WP-Snippets has gone through a few changes as of late. Among them is a responsive design, a button to mark snippets as favorites, better ways of filtering snippets, and a few other enhancements. WP-Snippets is one of those really cool ideas that I talked about during the early days of WordPress Weekly and I’m stoked to see someone out there actually turn the idea into a reality.
By Jeffro on January 16, 2012
By Jeffro on January 16, 2012
WordPress did not create the concept of content management. Such systems have been around since before the internet was a twinkle in Tim Berners-Lee’s eye. But true innovation rarely effects the greatest change. WordPress took an existing concept, made it highly useable, and introduced it to the masses (free of charge).
By Jeffro on January 12, 2012
Earlier this morning, I discovered that while moderating comments, a small little X icon appeared that I’ve never seen before. After inquiring on Twitter why WordPress never gave me a new feature pointer to explain to me what this feature was, I was told that it came with the newest version of Akismet. On January 5th, 2011 Akismet released version 2.5.4 of their plugin and amongst the changes was the addition of a button that allows site administrators to easily remove the commenter URL. This particular feature is something I’ve become used to using as it’s part of the Ajax Edit Comments plugin. I think it’s pretty slick that this feature is now available despite it not actually being in core. In fact, if you didn’t know any better or forgot that you recently upgraded Akismet, you might think that it was added with WordPress 3.3.1 like I did.
I use this feature quite a bit because even though a comment may come across as spam, it appears relevant enough to the post that I publish it without the benefit of the commenter URL. Some folks don’t like this behaviour and would prefer that either the comment is deleted or published in its entirety. Are you one of those people?
By Jeffro on January 12, 2012
WordPress consultant, Konstantin Kovshenin has published an excellent guide describing what theme/plugin lock-in is and how to avoid it. This is a topic I’ve been thinking about for a long time but have never been able to put into words for a post. The biggest culprit in my opinion when it comes to lock-ins are themes, especially commercial ones. These themes not only come with features that make it unique, those features sometimes store or alter data in a way that makes it very difficult to switch themes or even upgrade WordPress. The first comment on that post by Diane illustrates my point exactly.
This problem is even more pervasive than articulated here. The theme options of many commercial themes create functionality unique to that theme and then if you want to make a change, boy are you screwed. We see this problem with clients all the time.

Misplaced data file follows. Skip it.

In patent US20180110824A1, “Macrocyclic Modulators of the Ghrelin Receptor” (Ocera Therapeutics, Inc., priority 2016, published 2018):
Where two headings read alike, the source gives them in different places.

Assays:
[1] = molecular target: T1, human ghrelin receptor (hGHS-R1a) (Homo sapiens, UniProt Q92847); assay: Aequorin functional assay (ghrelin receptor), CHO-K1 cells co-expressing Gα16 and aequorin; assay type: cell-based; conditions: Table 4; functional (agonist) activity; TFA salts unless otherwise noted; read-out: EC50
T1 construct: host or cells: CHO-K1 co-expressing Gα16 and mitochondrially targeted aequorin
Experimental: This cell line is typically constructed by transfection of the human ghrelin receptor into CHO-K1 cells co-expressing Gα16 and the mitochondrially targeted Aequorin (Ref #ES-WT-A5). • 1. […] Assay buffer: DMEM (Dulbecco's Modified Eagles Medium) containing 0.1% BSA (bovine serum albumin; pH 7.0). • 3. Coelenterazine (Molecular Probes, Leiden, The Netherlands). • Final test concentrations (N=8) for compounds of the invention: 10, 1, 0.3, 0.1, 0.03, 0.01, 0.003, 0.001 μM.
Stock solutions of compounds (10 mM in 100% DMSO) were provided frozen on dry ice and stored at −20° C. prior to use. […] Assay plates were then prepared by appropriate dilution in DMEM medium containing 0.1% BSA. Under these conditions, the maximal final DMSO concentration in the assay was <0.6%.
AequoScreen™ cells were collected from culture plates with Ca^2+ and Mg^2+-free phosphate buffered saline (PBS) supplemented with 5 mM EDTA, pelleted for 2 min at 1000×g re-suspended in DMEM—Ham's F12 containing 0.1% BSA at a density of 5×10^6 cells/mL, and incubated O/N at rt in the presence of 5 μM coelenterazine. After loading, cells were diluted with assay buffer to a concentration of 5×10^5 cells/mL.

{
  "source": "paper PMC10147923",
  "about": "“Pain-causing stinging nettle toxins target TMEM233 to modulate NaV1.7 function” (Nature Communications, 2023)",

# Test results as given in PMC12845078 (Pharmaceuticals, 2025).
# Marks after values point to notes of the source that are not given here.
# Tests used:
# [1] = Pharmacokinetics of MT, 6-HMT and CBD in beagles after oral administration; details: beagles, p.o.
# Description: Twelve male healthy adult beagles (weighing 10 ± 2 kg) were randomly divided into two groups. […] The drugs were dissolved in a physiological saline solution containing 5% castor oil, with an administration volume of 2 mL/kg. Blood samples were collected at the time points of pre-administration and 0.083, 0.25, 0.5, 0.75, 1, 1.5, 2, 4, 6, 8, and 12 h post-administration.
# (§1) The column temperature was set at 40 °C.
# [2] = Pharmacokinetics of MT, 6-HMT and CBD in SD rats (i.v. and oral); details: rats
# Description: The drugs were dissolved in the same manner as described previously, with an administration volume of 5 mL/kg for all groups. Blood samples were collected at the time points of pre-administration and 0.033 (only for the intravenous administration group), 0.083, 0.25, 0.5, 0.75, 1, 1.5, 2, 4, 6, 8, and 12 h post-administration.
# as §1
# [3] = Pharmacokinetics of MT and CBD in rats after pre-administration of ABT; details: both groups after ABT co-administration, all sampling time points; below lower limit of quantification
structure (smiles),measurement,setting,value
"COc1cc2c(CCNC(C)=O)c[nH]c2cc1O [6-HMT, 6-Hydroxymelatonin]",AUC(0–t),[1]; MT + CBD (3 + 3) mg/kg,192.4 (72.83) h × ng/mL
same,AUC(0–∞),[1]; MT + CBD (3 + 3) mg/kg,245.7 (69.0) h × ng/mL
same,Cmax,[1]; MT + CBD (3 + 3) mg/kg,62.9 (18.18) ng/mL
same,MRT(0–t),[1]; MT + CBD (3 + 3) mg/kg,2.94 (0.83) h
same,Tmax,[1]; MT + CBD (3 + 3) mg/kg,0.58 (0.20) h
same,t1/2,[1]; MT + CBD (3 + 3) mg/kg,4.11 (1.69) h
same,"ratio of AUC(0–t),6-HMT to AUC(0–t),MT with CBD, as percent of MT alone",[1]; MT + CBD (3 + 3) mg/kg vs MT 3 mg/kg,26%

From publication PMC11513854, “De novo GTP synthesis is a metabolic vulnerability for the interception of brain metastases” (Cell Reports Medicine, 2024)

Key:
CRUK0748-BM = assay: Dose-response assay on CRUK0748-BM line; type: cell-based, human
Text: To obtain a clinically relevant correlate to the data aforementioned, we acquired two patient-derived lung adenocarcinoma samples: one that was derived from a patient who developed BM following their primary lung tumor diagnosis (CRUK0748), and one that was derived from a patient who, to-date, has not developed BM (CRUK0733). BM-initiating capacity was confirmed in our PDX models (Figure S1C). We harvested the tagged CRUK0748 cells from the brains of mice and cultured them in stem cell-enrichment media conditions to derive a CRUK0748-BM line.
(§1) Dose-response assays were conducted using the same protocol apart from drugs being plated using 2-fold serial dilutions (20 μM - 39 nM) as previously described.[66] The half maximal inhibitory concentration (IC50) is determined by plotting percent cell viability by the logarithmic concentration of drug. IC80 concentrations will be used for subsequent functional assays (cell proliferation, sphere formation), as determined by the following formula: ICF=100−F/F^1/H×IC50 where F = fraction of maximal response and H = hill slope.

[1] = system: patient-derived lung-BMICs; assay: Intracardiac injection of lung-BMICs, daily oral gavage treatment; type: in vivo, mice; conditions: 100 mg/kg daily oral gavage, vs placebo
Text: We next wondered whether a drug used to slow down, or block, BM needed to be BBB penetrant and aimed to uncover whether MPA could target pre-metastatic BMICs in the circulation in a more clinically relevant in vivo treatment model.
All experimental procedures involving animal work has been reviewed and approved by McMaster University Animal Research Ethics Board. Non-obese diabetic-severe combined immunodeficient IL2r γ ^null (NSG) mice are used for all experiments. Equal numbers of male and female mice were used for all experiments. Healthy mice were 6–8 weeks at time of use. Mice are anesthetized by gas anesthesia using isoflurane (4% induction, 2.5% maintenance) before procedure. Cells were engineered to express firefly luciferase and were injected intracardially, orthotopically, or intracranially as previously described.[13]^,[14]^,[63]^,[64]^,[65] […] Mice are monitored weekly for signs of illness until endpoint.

Looking back at my history of using WordPress, choosing the right theme based on looks, options, and functionality was one of the toughest decisions I would have to make. I think I’ve only switched themes five times or less for both my personal site and WPTavern.com. Quite frankly, switching themes is a giant pain in the ass. Widgets become messed up, the layout is screwed up and although I like themes with options, I have to read the manual to figure out how to get the layout I like or at least, witnessed on the demo theme. Once I have a theme configured both functionally and aesthetically, I try not to do anything to disturb it. I get sick of the layout sometimes but the thought of switching themes and how much work that entails always settles me down into sticking with the current implementation.
Definitely read the comments at the end of the article as Mike Schinkel carries on an interesting conversation on ways or methods on which this entire situation could be improved.
By Jeffro on January 11, 2012
Dev4Press has an interesting post that contains performance benchmark numbers that show just how much of an impact certain plugins have on loading times within WordPress. Amongst the 35 tested plugins are bbPress, W3 Total Cache, WooCommerce and a few of the plugins developed by Millan. I as well as many others were shocked to see bbPress with such poor numbers thanks to it loading everything on every page load instead of only what it needs. Keep in mind that it’s not about how many plugins you have installed on your website, but which ones. It only takes one poorly coded plugin to cause you grief.
For some additional reading on how to optimize plugin loading, please see this tutorial by Millan.
Hat tip via WPCandy.com.
By Jeffro on January 10, 2012
@WraithKenny – #WordPress plugin repo should have a favorites button. – via Twitter
Now THAT’S a good idea! Stretch it further by giving us the
option decision to make our favorite lists private or public on WordPress.org. There are all sorts of things you can do from there on in.
By Jeffro on January 9, 2012
If you’re the owner of an iPad, you’ll likely love the sound of Touch Punch which is a newly released plugin by David Gwyer that enables users to use touch screen gestures to control the WordPress administration area. For example, with Touch Punch, you can now drag and drop widgets using your fingertips. Here is a list of activated WordPress admin pages that the gestures will work on.
- Admin dashboard – Drag to re-order admin dashboard widgets.
- Widgets page – Drag new widget instances into widget areas, and sort existing widgets.
- New posts/pages – Drag to re-order meta boxes on new post/pages.
- Edit posts/pages – Drag to re-order meta boxes on existing post/pages.